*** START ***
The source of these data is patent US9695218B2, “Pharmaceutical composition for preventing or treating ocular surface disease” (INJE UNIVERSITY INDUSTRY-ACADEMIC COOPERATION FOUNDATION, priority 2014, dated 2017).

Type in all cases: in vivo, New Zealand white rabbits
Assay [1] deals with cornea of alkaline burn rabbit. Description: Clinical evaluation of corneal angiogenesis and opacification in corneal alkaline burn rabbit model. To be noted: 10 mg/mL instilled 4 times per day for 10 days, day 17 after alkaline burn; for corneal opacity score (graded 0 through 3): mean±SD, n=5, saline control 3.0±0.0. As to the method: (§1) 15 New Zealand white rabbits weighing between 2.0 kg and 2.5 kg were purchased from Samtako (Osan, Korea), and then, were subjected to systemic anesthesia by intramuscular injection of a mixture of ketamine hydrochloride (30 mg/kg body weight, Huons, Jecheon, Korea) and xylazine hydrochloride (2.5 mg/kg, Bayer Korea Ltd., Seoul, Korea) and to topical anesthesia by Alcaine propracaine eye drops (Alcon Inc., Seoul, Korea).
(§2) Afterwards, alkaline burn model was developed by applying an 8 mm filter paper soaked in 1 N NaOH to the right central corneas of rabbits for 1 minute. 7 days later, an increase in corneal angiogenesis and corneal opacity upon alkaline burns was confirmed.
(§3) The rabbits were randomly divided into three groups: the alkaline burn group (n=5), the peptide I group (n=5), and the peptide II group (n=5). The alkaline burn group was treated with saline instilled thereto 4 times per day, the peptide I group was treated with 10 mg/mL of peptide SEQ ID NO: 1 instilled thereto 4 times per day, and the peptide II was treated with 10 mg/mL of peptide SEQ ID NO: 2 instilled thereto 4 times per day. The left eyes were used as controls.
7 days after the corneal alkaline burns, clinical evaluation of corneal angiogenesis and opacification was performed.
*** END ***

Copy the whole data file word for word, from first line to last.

The source of these data is patent US9695218B2, “Pharmaceutical composition for preventing or treating ocular surface disease” (INJE UNIVERSITY INDUSTRY-ACADEMIC COOPERATION FOUNDATION, priority 2014, dated 2017).

Type in all cases: in vivo, New Zealand white rabbits
Assay [1] deals with cornea of alkaline burn rabbit. Description: Clinical evaluation of corneal angiogenesis and opacification in corneal alkaline burn rabbit model. To be noted: 10 mg/mL instilled 4 times per day for 10 days, day 17 after alkaline burn; for corneal opacity score (graded 0 through 3): mean±SD, n=5, saline control 3.0±0.0. As to the method: (§1) 15 New Zealand white rabbits weighing between 2.0 kg and 2.5 kg were purchased from Samtako (Osan, Korea), and then, were subjected to systemic anesthesia by intramuscular injection of a mixture of ketamine hydrochloride (30 mg/kg body weight, Huons, Jecheon, Korea) and xylazine hydrochloride (2.5 mg/kg, Bayer Korea Ltd., Seoul, Korea) and to topical anesthesia by Alcaine propracaine eye drops (Alcon Inc., Seoul, Korea).
(§2) Afterwards, alkaline burn model was developed by applying an 8 mm filter paper soaked in 1 N NaOH to the right central corneas of rabbits for 1 minute. 7 days later, an increase in corneal angiogenesis and corneal opacity upon alkaline burns was confirmed.
(§3) The rabbits were randomly divided into three groups: the alkaline burn group (n=5), the peptide I group (n=5), and the peptide II group (n=5). The alkaline burn group was treated with saline instilled thereto 4 times per day, the peptide I group was treated with 10 mg/mL of peptide SEQ ID NO: 1 instilled thereto 4 times per day, and the peptide II was treated with 10 mg/mL of peptide SEQ ID NO: 2 instilled thereto 4 times per day. The left eyes were used as controls.
7 days after the corneal alkaline burns, clinical evaluation of corneal angiogenesis and opacification was performed.